It’s subtle, but if you look on the wall to the right, you’ll see some markings. One of my colleagues would stand at that corner, back leaned up against it, lifting one leg and placing a shoe against the wall.
How many times over the years he stood there, just outside my office, as we drank coffee and talked about the problems of the college, laughed at the things students said to us, wondered how the country got to wherever it was that day or just talked about our kids.
I joked once I was going to hang a sign there, Snark’s Corner. That’s mostly what we did, tossing off snarky comments that would make our department admin laugh at us.
Those marks … I don’t know how long they’ll stay there, visible from my desk chair. There won’t be any more as my colleague, my mentor, my counselor and my friend Barry Hollander died early this morning. Cancer, too young, too soon.
We went to see him on Sunday in the hospital. Physically weak but mentally still … snarky. He wanted to decide who would get his office, the one he liked to point out was one square foot larger than the others on the back hall.
That was Hollander – he knew how big everyone’s office was because he pulled the building blueprints years ago. He also pulled the university’s parking ticket data every fall and analyzed the distribution by lot and time, sorted it by vehicle type, too.
This was his 27th year teaching and, for most of those, he taught the various iterations of our introduction to reporting classes. Through large lectures and some of the writing labs, he is the common thread that binds almost three decades worth of Grady College journalism grads – he taught almost every single one of them.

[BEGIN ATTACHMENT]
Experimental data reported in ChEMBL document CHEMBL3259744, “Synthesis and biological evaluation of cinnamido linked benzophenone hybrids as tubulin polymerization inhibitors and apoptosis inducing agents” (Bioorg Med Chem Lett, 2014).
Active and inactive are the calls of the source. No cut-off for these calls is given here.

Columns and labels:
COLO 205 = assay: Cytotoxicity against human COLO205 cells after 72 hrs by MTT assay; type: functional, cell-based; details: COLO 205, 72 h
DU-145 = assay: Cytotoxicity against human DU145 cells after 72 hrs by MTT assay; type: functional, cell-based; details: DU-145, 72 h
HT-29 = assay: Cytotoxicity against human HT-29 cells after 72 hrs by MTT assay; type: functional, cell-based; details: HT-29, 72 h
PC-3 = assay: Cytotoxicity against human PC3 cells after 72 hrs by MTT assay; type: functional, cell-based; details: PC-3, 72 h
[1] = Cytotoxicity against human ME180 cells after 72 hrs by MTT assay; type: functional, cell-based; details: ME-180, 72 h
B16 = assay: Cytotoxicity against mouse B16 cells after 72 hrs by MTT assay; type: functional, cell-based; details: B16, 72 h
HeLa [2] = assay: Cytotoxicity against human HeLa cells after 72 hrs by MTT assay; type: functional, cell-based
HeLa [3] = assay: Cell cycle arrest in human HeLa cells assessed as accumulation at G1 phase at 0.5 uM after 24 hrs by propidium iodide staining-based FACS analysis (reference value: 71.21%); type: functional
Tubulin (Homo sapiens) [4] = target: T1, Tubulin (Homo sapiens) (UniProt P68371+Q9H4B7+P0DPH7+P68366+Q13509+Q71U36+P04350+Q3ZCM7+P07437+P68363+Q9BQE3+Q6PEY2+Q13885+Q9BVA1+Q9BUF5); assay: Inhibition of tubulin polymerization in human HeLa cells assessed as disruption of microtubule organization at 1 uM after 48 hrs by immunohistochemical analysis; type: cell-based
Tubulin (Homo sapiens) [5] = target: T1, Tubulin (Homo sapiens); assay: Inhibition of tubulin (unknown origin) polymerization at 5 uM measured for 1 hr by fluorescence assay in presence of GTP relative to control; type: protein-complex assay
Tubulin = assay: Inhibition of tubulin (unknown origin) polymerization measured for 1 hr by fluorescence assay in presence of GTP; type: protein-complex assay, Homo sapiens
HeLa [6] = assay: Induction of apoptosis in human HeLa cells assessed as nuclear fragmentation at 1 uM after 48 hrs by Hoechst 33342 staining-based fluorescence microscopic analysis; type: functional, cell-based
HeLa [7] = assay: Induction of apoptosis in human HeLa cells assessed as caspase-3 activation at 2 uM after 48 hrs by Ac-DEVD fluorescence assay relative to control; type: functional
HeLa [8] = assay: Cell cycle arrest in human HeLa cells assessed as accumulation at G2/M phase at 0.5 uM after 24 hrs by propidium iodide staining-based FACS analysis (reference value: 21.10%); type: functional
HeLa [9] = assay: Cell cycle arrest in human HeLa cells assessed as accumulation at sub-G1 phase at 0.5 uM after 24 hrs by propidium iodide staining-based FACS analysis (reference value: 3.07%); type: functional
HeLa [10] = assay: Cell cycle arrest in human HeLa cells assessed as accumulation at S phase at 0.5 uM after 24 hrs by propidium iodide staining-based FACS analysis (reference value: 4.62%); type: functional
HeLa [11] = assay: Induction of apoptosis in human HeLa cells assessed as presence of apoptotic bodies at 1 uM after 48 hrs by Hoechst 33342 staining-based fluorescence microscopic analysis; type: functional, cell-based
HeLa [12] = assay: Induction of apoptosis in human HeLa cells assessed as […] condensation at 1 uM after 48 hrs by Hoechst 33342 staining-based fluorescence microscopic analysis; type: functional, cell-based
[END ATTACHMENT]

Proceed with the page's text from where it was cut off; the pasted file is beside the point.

The news came to us at the start of the day, some online posts from relatives and then I got the call from his wife. Early this morning, his kids made it back to town to see him last night, it was peaceful.
It seemed like the whole building shuddered and sobbed quietly throughout the day.
I couldn’t teach my morning class, I let them know what had happened and apologized, then dismissed them. My afternoon class, kids I know much better, we spent some time telling Hollander stories. (Everyone has a Hollander story.)
Then we did what he would have wanted – we talked about journalism, we talked about the ways we make it better, we analyzed some stories, we talked about its importance to the survival of a democracy.
That’s the real mark he left – it’s not footprints on a wall, it’s the passion for journalism he instilled in thousands of students.
And the mark they will leave upon their communities and the next generation of journalists.
He’s at peace now, the pain at last subsided. My heart aches at our loss, but it breaks for his family’s.
Too young, too soon.